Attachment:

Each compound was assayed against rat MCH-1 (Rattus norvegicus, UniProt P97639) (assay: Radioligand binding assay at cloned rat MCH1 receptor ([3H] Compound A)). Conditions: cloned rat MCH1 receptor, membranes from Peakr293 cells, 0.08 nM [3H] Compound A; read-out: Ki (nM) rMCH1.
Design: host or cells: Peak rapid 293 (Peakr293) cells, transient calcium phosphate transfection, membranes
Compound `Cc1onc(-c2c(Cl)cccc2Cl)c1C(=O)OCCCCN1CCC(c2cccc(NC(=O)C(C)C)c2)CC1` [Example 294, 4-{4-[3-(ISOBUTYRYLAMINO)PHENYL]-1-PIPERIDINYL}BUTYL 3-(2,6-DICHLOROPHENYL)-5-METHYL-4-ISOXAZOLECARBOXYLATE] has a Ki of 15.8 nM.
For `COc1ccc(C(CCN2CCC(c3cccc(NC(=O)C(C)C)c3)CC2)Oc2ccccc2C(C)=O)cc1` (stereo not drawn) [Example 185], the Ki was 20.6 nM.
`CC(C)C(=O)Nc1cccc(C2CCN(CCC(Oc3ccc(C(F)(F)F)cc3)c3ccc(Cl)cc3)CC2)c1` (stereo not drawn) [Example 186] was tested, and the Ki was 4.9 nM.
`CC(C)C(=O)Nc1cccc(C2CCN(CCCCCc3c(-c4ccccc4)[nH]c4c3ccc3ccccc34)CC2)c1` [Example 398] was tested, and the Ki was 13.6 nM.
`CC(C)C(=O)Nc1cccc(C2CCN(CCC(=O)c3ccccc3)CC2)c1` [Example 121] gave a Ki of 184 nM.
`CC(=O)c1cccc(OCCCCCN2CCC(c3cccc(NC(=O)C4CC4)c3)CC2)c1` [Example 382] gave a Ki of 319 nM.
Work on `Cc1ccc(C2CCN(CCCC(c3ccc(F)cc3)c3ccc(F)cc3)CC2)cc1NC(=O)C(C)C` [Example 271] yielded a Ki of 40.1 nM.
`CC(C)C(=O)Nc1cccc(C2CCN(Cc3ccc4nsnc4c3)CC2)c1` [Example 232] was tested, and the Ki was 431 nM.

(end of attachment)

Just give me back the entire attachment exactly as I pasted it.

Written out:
Each compound was assayed against rat MCH-1 (Rattus norvegicus, UniProt P97639) (assay: Radioligand binding assay at cloned rat MCH1 receptor ([3H] Compound A)). Conditions: cloned rat MCH1 receptor, membranes from Peakr293 cells, 0.08 nM [3H] Compound A; read-out: Ki (nM) rMCH1.
Design: host or cells: Peak rapid 293 (Peakr293) cells, transient calcium phosphate transfection, membranes
Compound `Cc1onc(-c2c(Cl)cccc2Cl)c1C(=O)OCCCCN1CCC(c2cccc(NC(=O)C(C)C)c2)CC1` [Example 294, 4-{4-[3-(ISOBUTYRYLAMINO)PHENYL]-1-PIPERIDINYL}BUTYL 3-(2,6-DICHLOROPHENYL)-5-METHYL-4-ISOXAZOLECARBOXYLATE] has a Ki of 15.8 nM.
For `COc1ccc(C(CCN2CCC(c3cccc(NC(=O)C(C)C)c3)CC2)Oc2ccccc2C(C)=O)cc1` (stereo not drawn) [Example 185], the Ki was 20.6 nM.
`CC(C)C(=O)Nc1cccc(C2CCN(CCC(Oc3ccc(C(F)(F)F)cc3)c3ccc(Cl)cc3)CC2)c1` (stereo not drawn) [Example 186] was tested, and the Ki was 4.9 nM.
`CC(C)C(=O)Nc1cccc(C2CCN(CCCCCc3c(-c4ccccc4)[nH]c4c3ccc3ccccc34)CC2)c1` [Example 398] was tested, and the Ki was 13.6 nM.
`CC(C)C(=O)Nc1cccc(C2CCN(CCC(=O)c3ccccc3)CC2)c1` [Example 121] gave a Ki of 184 nM.
`CC(=O)c1cccc(OCCCCCN2CCC(c3cccc(NC(=O)C4CC4)c3)CC2)c1` [Example 382] gave a Ki of 319 nM.
Work on `Cc1ccc(C2CCN(CCCC(c3ccc(F)cc3)c3ccc(F)cc3)CC2)cc1NC(=O)C(C)C` [Example 271] yielded a Ki of 40.1 nM.
`CC(C)C(=O)Nc1cccc(C2CCN(Cc3ccc4nsnc4c3)CC2)c1` [Example 232] was tested, and the Ki was 431 nM.